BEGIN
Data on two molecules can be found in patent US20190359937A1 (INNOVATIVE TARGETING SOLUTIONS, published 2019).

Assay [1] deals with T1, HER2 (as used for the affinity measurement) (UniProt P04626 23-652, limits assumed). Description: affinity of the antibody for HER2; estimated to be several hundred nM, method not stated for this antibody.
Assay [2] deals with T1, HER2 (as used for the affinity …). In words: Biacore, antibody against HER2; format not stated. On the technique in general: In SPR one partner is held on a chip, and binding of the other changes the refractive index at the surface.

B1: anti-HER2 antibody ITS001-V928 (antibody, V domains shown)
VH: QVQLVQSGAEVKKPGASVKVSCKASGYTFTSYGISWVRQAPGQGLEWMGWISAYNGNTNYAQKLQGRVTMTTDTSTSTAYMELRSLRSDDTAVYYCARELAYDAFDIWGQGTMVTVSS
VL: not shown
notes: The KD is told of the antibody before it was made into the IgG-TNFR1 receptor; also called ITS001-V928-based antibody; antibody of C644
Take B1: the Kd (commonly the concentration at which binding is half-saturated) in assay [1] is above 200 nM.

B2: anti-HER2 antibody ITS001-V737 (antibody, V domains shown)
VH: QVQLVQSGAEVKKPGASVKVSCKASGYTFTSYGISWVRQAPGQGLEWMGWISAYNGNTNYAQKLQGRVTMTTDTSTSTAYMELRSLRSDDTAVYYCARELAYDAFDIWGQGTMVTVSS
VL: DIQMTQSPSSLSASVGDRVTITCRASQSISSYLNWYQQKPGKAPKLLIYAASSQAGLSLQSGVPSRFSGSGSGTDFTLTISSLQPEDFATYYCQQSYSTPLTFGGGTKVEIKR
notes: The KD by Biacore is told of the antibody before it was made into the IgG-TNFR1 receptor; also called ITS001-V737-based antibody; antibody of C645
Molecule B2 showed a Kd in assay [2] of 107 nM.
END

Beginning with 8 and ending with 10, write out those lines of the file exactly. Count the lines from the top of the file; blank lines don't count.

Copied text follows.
Take B1: the Kd (commonly the concentration at which binding is half-saturated) in assay [1] is above 200 nM.

B2: anti-HER2 antibody ITS001-V737 (antibody, V domains shown)
VH: QVQLVQSGAEVKKPGASVKVSCKASGYTFTSYGISWVRQAPGQGLEWMGWISAYNGNTNYAQKLQGRVTMTTDTSTSTAYMELRSLRSDDTAVYYCARELAYDAFDIWGQGTMVTVSS